Matt Carpenter's road to the major leagues is unique, but hardly uncommon. Many players get drafted after their senior year of college. Many players do not reach the major leagues and receive playing time until they are twenty-six years old. There have been 59 players who have received at least 300 plate appearances in their age-26 season in the last 20 years alone, including Bob Hamelin, who won rookie of the year. Based on that information, I thought it would be easy to find a decent amount of players like Carpenter who got late starts in the majors, but achieved great success by their age-27 seasons. I was wrong.
Carpenter is one of twenty-seven players with at least a 7-fWAR season at age twenty-seven in the past forty years. Another thirty-two, including Ichiro Suzuki's rookie year, posted an fWAR over six at age twenty-seven. Removing Ichiro, these fifty-eight players entered their age-27 season with varying levels of experience. Robin Yount leads the way with over 5200 plate appearances. As for Carpenter, take a look at the graph below.
See that pair of tiny little bars on the far left side? That represents Matt Carpenter with 359 plate appearances and fellow 2013 breakout player, Josh Donaldson, with 328 plate appearances. No players in the last forty years had entered their age-27 season with under 1,000 plate appearances and achieved an fWAR of at least six until last season. Lowering the standard to an fWAR season of at least four, finding 184 matching seasons, here are the players with the lowest number of plate appearances prior to their age-27 season who put up productive seasons. Shown below are plate appearances prior to the Age-27 season and then the statistics for the Age-27 season.
Outside of Donaldson, I wanted to find another player with a similar background to Carpenter. I started my search on fangraphs leaders page. I searched all hitters over the past fifty years through age twenty-seven. There were 1,323. Matt Carpenter's fWAR thus far is 8.3 so I limited the parameters to players who had an fWAR between six and twelve. I was down to 346 players. Carpenter was able to achieve his high fWAR total in just 1076 plate appearances so I removed anyone with over 1500 plate appearances and narrowed the field to 47. Carpenter has 278 games so I limited the field to 378 games removing another 17 players. A handful of players had not yet played their age-27 season, a few guys were catchers, and a few guys had significant playing time before turning twenty-six, leaving just six players. I eliminated Brian Giles and Josh Hamilton as they never went to college. Todd Frazier was a first round pick so he's gone, too. David Eckstein performed very well, but was average-to-below average offensively.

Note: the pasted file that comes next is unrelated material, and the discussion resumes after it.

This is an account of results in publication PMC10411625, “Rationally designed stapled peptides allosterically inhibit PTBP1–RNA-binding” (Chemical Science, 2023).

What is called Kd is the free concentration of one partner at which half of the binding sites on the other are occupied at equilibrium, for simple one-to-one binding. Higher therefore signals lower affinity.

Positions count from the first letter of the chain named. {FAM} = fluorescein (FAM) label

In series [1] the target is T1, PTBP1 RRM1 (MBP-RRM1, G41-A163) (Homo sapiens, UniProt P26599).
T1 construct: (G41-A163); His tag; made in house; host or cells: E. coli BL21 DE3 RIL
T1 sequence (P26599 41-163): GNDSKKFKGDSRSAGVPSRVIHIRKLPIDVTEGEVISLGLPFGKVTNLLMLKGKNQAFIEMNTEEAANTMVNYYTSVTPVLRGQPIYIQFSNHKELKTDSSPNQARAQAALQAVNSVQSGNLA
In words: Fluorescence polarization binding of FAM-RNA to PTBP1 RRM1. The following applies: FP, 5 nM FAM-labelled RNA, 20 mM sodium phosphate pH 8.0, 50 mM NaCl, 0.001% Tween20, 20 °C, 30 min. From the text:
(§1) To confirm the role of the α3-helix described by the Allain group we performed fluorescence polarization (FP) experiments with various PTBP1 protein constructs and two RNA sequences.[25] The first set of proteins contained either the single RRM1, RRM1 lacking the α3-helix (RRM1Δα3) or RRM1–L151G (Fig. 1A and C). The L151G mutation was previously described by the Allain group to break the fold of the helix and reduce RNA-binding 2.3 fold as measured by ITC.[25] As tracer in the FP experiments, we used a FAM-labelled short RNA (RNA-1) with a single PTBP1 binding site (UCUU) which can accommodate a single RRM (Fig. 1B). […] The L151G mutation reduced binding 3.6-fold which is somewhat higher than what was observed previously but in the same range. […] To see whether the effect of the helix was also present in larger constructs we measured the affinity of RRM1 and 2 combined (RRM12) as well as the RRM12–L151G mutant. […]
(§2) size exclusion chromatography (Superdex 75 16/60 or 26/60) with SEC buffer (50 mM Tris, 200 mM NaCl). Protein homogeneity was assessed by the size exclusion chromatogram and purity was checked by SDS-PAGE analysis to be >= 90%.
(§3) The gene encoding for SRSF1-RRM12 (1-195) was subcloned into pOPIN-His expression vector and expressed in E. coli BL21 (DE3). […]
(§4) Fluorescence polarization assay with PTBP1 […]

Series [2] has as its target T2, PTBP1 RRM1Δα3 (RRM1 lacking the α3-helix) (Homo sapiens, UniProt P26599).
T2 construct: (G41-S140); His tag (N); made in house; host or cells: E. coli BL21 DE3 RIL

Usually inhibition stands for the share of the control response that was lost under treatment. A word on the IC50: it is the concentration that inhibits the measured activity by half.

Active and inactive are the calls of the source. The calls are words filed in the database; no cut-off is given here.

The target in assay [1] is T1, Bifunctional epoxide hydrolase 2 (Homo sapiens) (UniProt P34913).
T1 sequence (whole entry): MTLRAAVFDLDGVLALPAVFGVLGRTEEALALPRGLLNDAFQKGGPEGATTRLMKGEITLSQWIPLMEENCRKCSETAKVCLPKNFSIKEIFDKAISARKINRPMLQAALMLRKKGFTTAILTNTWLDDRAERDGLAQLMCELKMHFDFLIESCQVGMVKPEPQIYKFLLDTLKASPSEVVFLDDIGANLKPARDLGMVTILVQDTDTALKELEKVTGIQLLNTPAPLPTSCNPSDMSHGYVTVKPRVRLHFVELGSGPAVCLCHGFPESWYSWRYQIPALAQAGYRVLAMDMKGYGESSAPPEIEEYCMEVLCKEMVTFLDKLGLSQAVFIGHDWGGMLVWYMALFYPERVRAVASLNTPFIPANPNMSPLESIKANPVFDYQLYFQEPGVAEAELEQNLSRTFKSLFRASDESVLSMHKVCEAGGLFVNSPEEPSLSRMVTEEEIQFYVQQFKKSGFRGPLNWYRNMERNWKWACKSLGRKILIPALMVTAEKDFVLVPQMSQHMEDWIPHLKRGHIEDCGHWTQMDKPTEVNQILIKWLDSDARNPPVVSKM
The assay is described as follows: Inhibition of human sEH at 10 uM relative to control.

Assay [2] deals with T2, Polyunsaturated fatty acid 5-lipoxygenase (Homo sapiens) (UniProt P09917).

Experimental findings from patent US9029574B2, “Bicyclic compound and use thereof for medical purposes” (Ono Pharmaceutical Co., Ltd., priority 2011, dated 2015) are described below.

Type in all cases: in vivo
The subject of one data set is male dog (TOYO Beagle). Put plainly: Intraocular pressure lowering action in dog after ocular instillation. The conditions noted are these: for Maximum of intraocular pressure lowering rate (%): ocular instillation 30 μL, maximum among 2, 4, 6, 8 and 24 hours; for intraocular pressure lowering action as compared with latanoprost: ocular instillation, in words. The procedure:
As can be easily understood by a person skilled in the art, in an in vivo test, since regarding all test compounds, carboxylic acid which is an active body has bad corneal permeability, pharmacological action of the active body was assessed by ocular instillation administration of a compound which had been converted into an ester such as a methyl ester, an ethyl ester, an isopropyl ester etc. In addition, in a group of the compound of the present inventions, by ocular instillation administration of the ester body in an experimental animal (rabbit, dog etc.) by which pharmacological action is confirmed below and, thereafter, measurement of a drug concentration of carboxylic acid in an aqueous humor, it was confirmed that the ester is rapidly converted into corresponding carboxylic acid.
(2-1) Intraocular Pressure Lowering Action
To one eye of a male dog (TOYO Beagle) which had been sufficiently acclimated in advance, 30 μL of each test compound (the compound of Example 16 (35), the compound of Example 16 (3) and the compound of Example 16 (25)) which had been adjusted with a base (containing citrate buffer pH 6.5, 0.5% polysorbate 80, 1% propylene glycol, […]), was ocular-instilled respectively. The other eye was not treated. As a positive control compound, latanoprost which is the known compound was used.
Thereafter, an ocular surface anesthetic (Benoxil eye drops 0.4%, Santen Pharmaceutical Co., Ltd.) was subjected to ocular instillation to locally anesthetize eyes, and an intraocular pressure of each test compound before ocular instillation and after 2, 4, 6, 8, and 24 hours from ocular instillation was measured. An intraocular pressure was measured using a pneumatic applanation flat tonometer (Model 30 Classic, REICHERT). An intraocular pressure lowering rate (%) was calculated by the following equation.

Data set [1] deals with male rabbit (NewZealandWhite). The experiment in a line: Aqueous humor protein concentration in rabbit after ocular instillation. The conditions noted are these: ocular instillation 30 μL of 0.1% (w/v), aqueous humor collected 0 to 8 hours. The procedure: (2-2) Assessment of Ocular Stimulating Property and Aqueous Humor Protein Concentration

Before getting to the two closest players based on my fangraphs search, I ran a similar search on the baseball-reference play-index. Using the same age, rWAR, plate appearances, games, and position played requirements immediately narrowed down the list. Using the same criteria above, I further whittled away players until I had only two.
Dan Uggla showed up in the first search. Like Carpenter, he did not receive meaningful playing time until he was twenty-six. He excelled on offense and played second base for the Marlins beginning in 2006. Unlike Carpenter, Uggla's calling card was his power, hitting 58 homers in his first two seasons. Dan Uggla also never had any seasons near as good as Carpenter's 2013. He has never posted an fWAR above 4.5, while rWAR has his first two seasons combined at 4.8 which prevented him from showing up on both searches. Uggla is a solid comparison for Carpenter and he has had a solid career prior to struggling mightily last year.
A more interesting comparison to Carpenter goes back much further in time. Merv Rettenmund, perhaps known more recently as a hitting coach, got his start for the Orioles as a 25-year old in 1968. Like Carpenter he bounced around between positions to receive playing time. In 1969, he still received just 226 plate appearances for an Orioles team that made the World Series. His role increased the following season for the World Series champs, hitting .322/.394/.544 in 385 plate appearances. Despite never having a set position, Rettenmund would have a career year at age twenty-eight in 1971. In 589 plate appearances, he hit .318/.422/.448 for an fWAR and rWAR of 5.8. He bounced around the league for another dozen years without approaching the success he had in 1970-1971.
One player made it through to the end of both searches. John Valentin may sound like a disappointing comparison for Carpenter, but he had a very solid career. He had more hype coming out of college. Drafted in the fifth round out of Seton Hall, Valentin received a reported $40,000 signing bonus. He made his debut at twenty-five with the Red Sox in 1992, playing most of his games at shortstop and third base. At age 26, he hit .278/.346/.447. He followed that up the next year with .316/.400/.505 good for a 4.3 rWAR and 4.1 fWAR in only 355 plate appearances due to the strike in 1994. He would have his best season the next year, posting an fWAR of 8.2. He had three more solid seasons before a lack of effectiveness ended his career.
No player really matches well with Carpenter's current career arc. Very few players have come out of nowhere to have the success that Carpenter has had while getting such a late start to their careers. He may never have quite the season he had in 2013, but that will not make his career any less remarkable.